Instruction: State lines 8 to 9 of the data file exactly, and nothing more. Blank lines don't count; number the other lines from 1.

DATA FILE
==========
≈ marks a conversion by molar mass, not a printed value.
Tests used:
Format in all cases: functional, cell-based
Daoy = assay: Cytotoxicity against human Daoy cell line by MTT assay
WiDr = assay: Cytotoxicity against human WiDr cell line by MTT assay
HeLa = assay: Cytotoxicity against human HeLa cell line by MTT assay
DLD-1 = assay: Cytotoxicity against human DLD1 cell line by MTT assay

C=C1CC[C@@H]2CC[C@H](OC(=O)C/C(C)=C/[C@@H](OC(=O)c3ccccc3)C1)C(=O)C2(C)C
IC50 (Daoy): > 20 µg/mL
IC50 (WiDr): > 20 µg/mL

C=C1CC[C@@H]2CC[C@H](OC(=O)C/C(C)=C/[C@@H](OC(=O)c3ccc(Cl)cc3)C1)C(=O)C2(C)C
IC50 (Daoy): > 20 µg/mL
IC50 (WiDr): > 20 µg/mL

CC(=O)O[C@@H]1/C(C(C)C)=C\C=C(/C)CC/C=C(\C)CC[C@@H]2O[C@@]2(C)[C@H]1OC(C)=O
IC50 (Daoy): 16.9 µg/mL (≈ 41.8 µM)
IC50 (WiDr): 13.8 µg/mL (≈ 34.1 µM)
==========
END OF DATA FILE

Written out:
C=C1CC[C@@H]2CC[C@H](OC(=O)C/C(C)=C/[C@@H](OC(=O)c3ccccc3)C1)C(=O)C2(C)C
IC50 (Daoy): > 20 µg/mL